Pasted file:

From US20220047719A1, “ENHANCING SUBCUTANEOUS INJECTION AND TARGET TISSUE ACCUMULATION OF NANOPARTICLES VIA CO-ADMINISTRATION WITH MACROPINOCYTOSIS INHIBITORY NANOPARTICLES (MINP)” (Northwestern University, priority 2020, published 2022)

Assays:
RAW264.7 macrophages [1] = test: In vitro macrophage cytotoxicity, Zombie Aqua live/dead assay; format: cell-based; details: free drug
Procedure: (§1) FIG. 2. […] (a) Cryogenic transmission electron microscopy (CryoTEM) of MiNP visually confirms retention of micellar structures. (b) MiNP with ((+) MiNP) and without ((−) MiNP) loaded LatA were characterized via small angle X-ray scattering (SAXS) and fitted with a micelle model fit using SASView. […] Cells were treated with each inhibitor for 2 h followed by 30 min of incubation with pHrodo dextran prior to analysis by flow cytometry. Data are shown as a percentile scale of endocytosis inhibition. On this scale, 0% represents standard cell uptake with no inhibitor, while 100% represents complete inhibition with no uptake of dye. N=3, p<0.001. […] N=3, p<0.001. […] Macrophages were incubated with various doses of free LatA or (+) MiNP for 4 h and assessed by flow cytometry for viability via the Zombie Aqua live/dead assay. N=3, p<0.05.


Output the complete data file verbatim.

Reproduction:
From US20220047719A1, “ENHANCING SUBCUTANEOUS INJECTION AND TARGET TISSUE ACCUMULATION OF NANOPARTICLES VIA CO-ADMINISTRATION WITH MACROPINOCYTOSIS INHIBITORY NANOPARTICLES (MINP)” (Northwestern University, priority 2020, published 2022)

Assays:
RAW264.7 macrophages [1] = test: In vitro macrophage cytotoxicity, Zombie Aqua live/dead assay; format: cell-based; details: free drug
Procedure: (§1) FIG. 2. […] (a) Cryogenic transmission electron microscopy (CryoTEM) of MiNP visually confirms retention of micellar structures. (b) MiNP with ((+) MiNP) and without ((−) MiNP) loaded LatA were characterized via small angle X-ray scattering (SAXS) and fitted with a micelle model fit using SASView. […] Cells were treated with each inhibitor for 2 h followed by 30 min of incubation with pHrodo dextran prior to analysis by flow cytometry. Data are shown as a percentile scale of endocytosis inhibition. On this scale, 0% represents standard cell uptake with no inhibitor, while 100% represents complete inhibition with no uptake of dye. N=3, p<0.001. […] N=3, p<0.001. […] Macrophages were incubated with various doses of free LatA or (+) MiNP for 4 h and assessed by flow cytometry for viability via the Zombie Aqua live/dead assay. N=3, p<0.05.